As I walk the busy Damascus streets I watch workmen move steel girders onto awaiting lorries, all around me impatient drivers blast their car horns, this is the chorus to my daily Arabic life.
In front of me a man hammers a giant mortar and pestle making real hand-made ice-cream; no electric churners here, it’s all so physical. Brightly coloured bags filled with a variety of fresh juices for Ramadan adorn stalls all along the street – an irresistible selection of mango pomegranate tamarind liquorice, and much more.
A cockerel croaks it’s last breath before it’s head is removed swiftly ready for today’s kebab, there is no frozen meat here. A hen looks nervously at me as if it knows it’s inevitable fate, it stands there, un-caged and docile steadfastly refusing to fly away.
The wonderful smell of za’atar turns my mind back to food; its the Damascus smell – a mix of sesame and thyme spices, eaten with fresh olive oil on bread. I find it hard to walk past the 24-hour hummus cafe in the Christian-end of the street; packed with people eating the wonderful creamy chickpea tahini dish with bright coloured pickles and fresh Arabic flat bread.
I indulge in a bowl hoping it may somehow protect me from the poisonous Arak I had the night before. The white cloudy drink had stolen another night from my life, this time I found myself drinking with one of Syria’s most famous and revered writers, this 60 cigarettes a day man talked of his achievement at always writing political dramas for TV and cinema without ever being threatened or questioned by the authorities; for whatever reason he is just left alone. “This is my paradise” he tells me proudly “Here I do what I want and say what I want”.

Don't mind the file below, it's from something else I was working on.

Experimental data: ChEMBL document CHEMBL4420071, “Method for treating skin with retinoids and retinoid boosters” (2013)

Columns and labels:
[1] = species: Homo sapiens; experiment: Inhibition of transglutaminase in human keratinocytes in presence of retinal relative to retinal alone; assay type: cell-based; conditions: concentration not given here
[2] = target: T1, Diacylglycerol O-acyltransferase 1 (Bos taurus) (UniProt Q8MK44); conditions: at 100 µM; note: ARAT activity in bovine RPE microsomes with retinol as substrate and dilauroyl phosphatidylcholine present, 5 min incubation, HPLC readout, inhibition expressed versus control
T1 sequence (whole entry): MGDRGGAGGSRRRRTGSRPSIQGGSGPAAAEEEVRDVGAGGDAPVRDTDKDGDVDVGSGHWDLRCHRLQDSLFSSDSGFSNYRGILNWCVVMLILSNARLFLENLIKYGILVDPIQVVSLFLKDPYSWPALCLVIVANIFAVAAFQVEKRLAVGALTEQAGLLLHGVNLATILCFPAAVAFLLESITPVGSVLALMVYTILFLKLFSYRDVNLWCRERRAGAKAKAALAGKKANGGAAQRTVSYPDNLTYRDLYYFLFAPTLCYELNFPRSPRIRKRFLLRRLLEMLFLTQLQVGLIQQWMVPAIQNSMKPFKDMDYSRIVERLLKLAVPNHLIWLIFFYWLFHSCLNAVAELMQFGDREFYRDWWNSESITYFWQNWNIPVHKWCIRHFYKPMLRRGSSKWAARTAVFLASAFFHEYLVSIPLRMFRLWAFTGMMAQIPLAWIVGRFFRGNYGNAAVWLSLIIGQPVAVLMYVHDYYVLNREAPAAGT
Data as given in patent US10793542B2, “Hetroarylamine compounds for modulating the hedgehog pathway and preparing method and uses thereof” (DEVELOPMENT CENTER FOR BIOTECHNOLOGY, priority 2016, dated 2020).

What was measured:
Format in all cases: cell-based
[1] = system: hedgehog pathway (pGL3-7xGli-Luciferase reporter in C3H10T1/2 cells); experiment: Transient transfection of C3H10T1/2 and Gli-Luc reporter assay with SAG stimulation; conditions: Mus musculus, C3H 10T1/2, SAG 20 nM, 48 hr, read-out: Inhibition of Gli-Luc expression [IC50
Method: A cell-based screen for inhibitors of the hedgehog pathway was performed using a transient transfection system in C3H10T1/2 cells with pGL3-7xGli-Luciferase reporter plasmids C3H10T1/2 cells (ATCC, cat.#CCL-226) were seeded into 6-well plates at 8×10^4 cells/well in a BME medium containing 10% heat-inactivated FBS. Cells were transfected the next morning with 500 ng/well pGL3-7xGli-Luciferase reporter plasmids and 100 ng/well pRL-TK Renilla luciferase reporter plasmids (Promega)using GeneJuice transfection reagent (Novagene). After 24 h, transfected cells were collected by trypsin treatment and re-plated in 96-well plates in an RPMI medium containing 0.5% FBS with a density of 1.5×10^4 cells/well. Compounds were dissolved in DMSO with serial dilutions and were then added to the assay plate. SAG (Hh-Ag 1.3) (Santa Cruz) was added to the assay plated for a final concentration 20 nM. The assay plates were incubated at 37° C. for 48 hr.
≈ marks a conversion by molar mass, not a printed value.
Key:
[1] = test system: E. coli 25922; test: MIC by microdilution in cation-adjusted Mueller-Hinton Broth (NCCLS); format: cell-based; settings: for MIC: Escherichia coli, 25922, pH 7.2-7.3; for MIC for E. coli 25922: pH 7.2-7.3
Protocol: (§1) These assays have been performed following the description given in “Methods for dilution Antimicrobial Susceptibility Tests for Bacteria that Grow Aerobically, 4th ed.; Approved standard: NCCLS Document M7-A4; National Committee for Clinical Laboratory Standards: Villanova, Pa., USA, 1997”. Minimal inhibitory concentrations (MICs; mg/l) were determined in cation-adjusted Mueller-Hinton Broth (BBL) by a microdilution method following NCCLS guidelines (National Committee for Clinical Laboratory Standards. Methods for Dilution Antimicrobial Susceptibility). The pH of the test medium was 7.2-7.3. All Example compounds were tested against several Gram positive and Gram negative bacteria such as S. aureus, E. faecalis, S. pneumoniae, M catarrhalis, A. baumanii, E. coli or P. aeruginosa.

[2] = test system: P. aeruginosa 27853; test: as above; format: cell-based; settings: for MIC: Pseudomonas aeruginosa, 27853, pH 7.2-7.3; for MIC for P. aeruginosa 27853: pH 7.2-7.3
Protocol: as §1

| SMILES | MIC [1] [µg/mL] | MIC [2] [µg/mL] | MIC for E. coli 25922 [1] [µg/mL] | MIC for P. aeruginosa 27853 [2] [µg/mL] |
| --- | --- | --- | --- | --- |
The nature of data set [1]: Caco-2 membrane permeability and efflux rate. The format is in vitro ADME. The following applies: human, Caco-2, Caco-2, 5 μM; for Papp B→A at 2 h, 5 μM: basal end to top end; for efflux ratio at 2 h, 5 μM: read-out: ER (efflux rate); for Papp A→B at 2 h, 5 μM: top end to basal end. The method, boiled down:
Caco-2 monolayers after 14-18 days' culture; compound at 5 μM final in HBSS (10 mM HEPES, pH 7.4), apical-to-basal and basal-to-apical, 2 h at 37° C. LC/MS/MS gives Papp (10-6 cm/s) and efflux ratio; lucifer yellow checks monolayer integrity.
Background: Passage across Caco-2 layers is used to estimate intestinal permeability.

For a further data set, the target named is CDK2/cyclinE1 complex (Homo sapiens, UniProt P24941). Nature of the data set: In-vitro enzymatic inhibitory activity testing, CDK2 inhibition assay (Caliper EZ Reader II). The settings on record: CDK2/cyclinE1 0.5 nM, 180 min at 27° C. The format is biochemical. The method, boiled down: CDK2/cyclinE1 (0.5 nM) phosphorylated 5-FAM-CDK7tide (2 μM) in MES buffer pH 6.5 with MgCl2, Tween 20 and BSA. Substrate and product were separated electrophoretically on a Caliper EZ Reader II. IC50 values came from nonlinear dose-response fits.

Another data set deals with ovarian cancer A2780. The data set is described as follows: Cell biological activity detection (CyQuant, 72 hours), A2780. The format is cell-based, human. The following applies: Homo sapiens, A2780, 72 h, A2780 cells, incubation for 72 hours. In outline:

I try to ask him about ‘The red line’, referring to the invisible line that most “sensible” Syrians know not to cross in order to maintain their ‘freedom’, “There is no red line” the writer tells me laughing, “The red line only exists in the mind, it is there to guide us!” Others have told me that it exists to allow the authorities to pick up who they want when they want, as a means of exerting a little bit of pressure now and again.
I lose myself in the history of these streets, it is like stepping back in time with it’s wonderfully terrible anarchic noise and disordered chaos, this is the life I love and miss so much when I am back home in the West. Time passes quickly when I walk these streets, each journey bringing me something new and often never repeated, the randomness, the shocks, and the surprises I crave in life are here without fail everyday on this dirty noisy Damascan street.
The noise of the street can be crippling and then, suddenly, as the Ramadan breakfast breaks, it becomes quiet with not a soul in sight, and an eerie empty silence envelopes the once bustling street.
Soon, hidden, out of sight, the people will break their fast and eat for the first time in the day, as I slowly wander the empty street alone, arrested by its silent dirty peaceful glory.